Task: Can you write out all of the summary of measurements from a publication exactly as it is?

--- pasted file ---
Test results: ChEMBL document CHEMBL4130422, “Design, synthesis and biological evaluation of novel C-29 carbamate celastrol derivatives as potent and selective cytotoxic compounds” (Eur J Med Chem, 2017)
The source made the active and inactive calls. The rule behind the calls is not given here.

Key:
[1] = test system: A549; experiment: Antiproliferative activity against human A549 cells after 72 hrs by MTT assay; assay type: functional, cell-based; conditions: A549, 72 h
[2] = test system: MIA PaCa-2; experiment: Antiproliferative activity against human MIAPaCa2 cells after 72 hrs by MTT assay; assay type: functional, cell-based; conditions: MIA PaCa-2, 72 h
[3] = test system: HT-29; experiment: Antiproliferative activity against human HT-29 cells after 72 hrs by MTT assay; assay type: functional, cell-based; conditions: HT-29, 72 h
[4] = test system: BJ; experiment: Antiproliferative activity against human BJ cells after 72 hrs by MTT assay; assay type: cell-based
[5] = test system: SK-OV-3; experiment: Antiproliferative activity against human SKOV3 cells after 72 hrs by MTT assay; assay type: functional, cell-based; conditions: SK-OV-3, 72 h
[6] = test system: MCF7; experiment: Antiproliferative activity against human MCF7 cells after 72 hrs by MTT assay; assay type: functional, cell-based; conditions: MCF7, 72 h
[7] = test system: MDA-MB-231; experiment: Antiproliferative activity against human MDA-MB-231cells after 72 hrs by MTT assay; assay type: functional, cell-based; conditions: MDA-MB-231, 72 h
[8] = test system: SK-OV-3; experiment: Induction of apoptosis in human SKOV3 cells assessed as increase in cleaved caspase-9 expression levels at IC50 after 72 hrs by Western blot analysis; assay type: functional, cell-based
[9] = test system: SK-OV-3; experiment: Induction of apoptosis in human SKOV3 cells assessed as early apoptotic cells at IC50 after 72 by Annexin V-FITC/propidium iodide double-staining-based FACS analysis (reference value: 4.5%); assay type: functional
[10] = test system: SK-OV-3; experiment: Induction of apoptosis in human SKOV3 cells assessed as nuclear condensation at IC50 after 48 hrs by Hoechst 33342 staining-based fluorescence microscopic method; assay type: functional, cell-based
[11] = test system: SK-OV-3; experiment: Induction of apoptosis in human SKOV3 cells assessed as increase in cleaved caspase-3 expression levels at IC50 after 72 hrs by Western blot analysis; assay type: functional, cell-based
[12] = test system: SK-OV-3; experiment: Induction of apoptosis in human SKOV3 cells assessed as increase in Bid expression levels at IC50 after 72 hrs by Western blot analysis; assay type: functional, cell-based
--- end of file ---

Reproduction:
Test results: ChEMBL document CHEMBL4130422, “Design, synthesis and biological evaluation of novel C-29 carbamate celastrol derivatives as potent and selective cytotoxic compounds” (Eur J Med Chem, 2017)
The source made the active and inactive calls. The rule behind the calls is not given here.

Key:
[1] = test system: A549; experiment: Antiproliferative activity against human A549 cells after 72 hrs by MTT assay; assay type: functional, cell-based; conditions: A549, 72 h
[2] = test system: MIA PaCa-2; experiment: Antiproliferative activity against human MIAPaCa2 cells after 72 hrs by MTT assay; assay type: functional, cell-based; conditions: MIA PaCa-2, 72 h
[3] = test system: HT-29; experiment: Antiproliferative activity against human HT-29 cells after 72 hrs by MTT assay; assay type: functional, cell-based; conditions: HT-29, 72 h
[4] = test system: BJ; experiment: Antiproliferative activity against human BJ cells after 72 hrs by MTT assay; assay type: cell-based
[5] = test system: SK-OV-3; experiment: Antiproliferative activity against human SKOV3 cells after 72 hrs by MTT assay; assay type: functional, cell-based; conditions: SK-OV-3, 72 h
[6] = test system: MCF7; experiment: Antiproliferative activity against human MCF7 cells after 72 hrs by MTT assay; assay type: functional, cell-based; conditions: MCF7, 72 h
[7] = test system: MDA-MB-231; experiment: Antiproliferative activity against human MDA-MB-231cells after 72 hrs by MTT assay; assay type: functional, cell-based; conditions: MDA-MB-231, 72 h
[8] = test system: SK-OV-3; experiment: Induction of apoptosis in human SKOV3 cells assessed as increase in cleaved caspase-9 expression levels at IC50 after 72 hrs by Western blot analysis; assay type: functional, cell-based
[9] = test system: SK-OV-3; experiment: Induction of apoptosis in human SKOV3 cells assessed as early apoptotic cells at IC50 after 72 by Annexin V-FITC/propidium iodide double-staining-based FACS analysis (reference value: 4.5%); assay type: functional
[10] = test system: SK-OV-3; experiment: Induction of apoptosis in human SKOV3 cells assessed as nuclear condensation at IC50 after 48 hrs by Hoechst 33342 staining-based fluorescence microscopic method; assay type: functional, cell-based
[11] = test system: SK-OV-3; experiment: Induction of apoptosis in human SKOV3 cells assessed as increase in cleaved caspase-3 expression levels at IC50 after 72 hrs by Western blot analysis; assay type: functional, cell-based
[12] = test system: SK-OV-3; experiment: Induction of apoptosis in human SKOV3 cells assessed as increase in Bid expression levels at IC50 after 72 hrs by Western blot analysis; assay type: functional, cell-based